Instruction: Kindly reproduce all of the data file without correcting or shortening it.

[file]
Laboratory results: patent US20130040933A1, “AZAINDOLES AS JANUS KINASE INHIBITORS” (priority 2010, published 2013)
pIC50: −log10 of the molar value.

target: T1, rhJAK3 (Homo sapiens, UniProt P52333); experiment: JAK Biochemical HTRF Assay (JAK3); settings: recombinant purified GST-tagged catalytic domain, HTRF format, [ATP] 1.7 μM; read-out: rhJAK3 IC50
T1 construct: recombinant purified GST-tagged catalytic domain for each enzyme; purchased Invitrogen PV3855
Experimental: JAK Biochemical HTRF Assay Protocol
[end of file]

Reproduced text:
Laboratory results: patent US20130040933A1, “AZAINDOLES AS JANUS KINASE INHIBITORS” (priority 2010, published 2013)
pIC50: −log10 of the molar value.

target: T1, rhJAK3 (Homo sapiens, UniProt P52333); experiment: JAK Biochemical HTRF Assay (JAK3); settings: recombinant purified GST-tagged catalytic domain, HTRF format, [ATP] 1.7 μM; read-out: rhJAK3 IC50
T1 construct: recombinant purified GST-tagged catalytic domain for each enzyme; purchased Invitrogen PV3855
Experimental: JAK Biochemical HTRF Assay Protocol